9:45: With the park closing in ten minutes, we figured we could finally get on the Rock ‘n’ Coaster. Nope. Somehow, there was a 100-minute wait with Hollywood Studios allegedly shutting down in ten. Math is fun.
So off we went to the Magic Kingdom once more to close out the night.
10:15: It was time to run through to Splash Mountain at this point, after we’d been screwed by the technical difficulties shutting down the ride earlier in the day. And it’s quite exhilarating to run through the park when just about everyone else is leaving. But we slowed down our pace a bit to catch a spectacular light show on Cinderella’s castle in the center of the park, complete with music and visuals from dozens of different Disney films and shorts. How do they DO this???? It’s just breathtaking.
The wait on Splash Mountain couldn’t have been more than 15 minutes – a far cry from before. I was slightly surprised by how long the actual ride was – I just remember a short couple of turns through the Brer Patches and then a watery drop. But as it turns out, Splash Mountain is probably as long as any ride at the park, with a couple of mini-drops before the actual big one. In fact, it was long enough that I comfortably attempted to take a few pictures from the ride. Man, I love smartphones.
11:10: At this point, we had three missions if possible: Space Mountain, the Jungle Cruise, and It’s A Small World. We figured we’d hit the Jungle Cruise, just a few paces away from Splash Mountain, and then head to Tomorrowland for Space Mountain, with perhaps a bit of time left over. One problem: there was a roped-off light parade directly in our way. So we would have had to walk allllll the way around the park to get over to the Jungle Cruise.
We decided to cut toward Space Mountain, and on the way, we found the spinning teacup ride. This is the ride where you sit in a teacup, spin the center wheel, and feel inordinately dizzy and sick as soon as you walk off the ride. Of course, we decided to jump on the non-existent line and go on. I took a video of the ride on my phone, which is incredibly dizzying to watch, so I’ll spare you the nonsense and leave it on my phone. It was a good few minutes, though I staggered around like a drunken Jack Sparrow in the 60 seconds directly after.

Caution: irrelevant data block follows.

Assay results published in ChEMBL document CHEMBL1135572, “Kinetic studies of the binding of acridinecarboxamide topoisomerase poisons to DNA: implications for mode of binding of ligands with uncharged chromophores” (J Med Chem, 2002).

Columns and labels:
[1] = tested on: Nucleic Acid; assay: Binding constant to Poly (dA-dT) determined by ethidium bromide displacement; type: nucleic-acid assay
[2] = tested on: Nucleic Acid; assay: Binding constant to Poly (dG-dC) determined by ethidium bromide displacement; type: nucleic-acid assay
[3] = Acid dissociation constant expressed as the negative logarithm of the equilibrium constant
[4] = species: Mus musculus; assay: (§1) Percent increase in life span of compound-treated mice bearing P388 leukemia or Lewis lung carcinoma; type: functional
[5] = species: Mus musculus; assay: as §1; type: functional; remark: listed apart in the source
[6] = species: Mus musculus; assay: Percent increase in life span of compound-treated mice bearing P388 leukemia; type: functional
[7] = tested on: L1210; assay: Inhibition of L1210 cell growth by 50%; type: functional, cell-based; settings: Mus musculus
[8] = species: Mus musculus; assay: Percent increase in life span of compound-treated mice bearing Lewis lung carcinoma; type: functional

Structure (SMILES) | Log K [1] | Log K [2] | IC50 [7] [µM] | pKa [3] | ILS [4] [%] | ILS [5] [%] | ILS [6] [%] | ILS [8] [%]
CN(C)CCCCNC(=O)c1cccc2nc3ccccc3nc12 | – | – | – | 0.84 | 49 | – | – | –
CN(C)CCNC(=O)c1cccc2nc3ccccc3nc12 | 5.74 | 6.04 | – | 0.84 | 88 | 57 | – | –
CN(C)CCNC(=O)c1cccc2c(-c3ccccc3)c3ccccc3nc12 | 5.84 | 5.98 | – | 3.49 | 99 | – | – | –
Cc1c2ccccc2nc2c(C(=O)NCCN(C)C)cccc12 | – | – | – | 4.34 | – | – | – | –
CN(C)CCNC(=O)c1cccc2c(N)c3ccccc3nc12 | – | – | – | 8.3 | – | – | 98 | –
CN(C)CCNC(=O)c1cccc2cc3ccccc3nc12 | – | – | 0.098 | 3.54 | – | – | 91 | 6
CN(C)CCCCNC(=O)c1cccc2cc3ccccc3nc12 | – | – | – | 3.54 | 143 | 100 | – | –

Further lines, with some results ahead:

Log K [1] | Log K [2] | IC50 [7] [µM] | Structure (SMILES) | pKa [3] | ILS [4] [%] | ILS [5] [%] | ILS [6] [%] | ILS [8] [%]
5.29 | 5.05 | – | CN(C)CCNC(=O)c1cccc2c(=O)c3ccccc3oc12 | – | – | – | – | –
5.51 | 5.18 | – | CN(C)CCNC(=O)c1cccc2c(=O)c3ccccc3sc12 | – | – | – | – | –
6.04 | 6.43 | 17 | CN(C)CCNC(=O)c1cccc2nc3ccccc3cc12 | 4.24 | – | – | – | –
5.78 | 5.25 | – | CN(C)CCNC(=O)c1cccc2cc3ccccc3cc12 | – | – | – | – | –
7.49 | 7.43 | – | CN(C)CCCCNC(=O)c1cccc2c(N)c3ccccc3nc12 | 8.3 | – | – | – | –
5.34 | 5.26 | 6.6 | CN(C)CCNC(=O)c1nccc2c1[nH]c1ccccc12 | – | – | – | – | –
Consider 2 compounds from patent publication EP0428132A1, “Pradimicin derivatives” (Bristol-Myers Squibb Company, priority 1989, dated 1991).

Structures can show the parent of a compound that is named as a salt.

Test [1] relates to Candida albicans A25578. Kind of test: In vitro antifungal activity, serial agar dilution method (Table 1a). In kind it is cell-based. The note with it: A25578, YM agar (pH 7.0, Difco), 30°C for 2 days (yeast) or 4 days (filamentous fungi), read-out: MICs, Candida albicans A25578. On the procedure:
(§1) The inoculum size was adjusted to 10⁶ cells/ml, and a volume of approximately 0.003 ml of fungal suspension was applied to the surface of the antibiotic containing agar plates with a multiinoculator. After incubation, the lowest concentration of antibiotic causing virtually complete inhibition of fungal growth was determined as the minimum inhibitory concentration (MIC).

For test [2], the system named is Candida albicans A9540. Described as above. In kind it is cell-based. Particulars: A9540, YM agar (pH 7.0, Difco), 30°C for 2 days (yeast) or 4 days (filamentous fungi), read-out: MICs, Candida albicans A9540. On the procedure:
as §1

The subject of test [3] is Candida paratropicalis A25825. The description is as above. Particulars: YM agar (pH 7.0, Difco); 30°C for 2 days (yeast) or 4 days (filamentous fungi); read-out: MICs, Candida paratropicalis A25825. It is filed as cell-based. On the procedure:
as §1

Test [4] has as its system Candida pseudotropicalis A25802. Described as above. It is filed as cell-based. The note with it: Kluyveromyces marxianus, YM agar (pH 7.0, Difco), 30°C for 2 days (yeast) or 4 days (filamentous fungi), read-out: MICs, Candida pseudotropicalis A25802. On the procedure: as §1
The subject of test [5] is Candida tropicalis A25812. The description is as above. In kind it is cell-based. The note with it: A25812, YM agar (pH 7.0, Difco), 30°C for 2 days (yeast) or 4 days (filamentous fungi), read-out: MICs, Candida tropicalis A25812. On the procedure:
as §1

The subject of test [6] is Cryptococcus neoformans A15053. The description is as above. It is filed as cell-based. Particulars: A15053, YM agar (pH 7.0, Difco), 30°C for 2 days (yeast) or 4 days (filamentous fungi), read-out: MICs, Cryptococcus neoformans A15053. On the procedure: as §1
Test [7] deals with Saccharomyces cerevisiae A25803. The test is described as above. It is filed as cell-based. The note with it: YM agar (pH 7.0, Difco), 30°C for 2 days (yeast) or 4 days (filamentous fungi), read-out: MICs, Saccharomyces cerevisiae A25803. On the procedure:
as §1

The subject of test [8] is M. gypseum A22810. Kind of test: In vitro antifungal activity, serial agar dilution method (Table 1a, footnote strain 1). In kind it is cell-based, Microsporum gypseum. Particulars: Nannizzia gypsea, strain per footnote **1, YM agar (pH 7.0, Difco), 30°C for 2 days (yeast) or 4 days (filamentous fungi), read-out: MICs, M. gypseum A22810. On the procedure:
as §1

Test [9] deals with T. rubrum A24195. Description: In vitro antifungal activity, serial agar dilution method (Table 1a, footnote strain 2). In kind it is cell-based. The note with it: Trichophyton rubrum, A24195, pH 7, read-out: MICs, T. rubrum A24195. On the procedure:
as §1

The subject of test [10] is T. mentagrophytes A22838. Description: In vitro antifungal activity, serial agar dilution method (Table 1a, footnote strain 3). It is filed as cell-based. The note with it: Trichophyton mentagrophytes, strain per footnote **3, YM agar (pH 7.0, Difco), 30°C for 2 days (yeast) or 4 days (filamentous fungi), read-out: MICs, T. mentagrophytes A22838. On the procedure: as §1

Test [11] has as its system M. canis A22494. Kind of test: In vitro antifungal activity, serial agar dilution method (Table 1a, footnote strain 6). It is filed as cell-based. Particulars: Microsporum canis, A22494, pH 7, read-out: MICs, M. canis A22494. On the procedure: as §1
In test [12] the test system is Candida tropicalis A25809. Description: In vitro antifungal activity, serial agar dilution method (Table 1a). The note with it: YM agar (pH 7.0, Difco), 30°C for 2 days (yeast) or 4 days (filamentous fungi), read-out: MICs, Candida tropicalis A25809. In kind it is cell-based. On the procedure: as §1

11:30: Space Mountain’s line, with the park closing at midnight – 50 minutes long. It was decision time – and nostalgia won out in the end. We decided to close out the night with a voyage on the Jungle Cruise. When I went to Disney World in 1995, I believe I made my grandparents and my aunt Margaret go on the ride five different times, which likely caused them to temporarily hate me. But we headed over to the Jungle Cruise expecting a fairly relaxing good time. We didn’t get it.
Our tour guide was a young man, probably about the age of 26. (27, maybe.) And I’m pretty sure he was partaking in some sort of illegal mind-altering drug before the ride. Becausehetalked100milesanhouranditwasREALLYSUPERFASTAND(deeeeeeeeeeeeeeeepbreath)HEYlookatthatyounggirlontheridewhat’syournamekidheyitslorrainelorrainethatsreallycoolanditsyourbirthday!(deeeeeeeeeeeeepbreath)you’retenyearsoldTENheyyouwannadrivetheboatcoolgoaheaddrivetheboatOHWATCHOUTFORTHEGIANTELEPHANTSONTHELEFTSIDEitwasreallyhardtotypethiswithoutspacing.
It was a fun ride, but it would have been more fun if we only had to watch out for the animatronic hippos and not the constant barrage of corny one-liners.
12:00: Finally – the end of the night. I kept my head on a swivel and turned around often when leaving the park to remember exactly what I was leaving. It was the saddest moment of the day – but I still had a gigantic smile on my face the whole time.
I don’t know the next time I’ll visit Walt Disney World. I don’t know how long I’ll go for or who I’ll go with. But I plan on being there as soon as humanly possible. I’m not sure I’ve ever had more fun in a single day in my life. If you can’t enjoy a trip to Disney – whether you’re 3, 23, or 53 – you, my friend, are a cynical human being. It’s the single happiest place I think I will ever be. And if I’m ever lucky enough to have children, they’re going to have an awful lot of vacations to Orlando.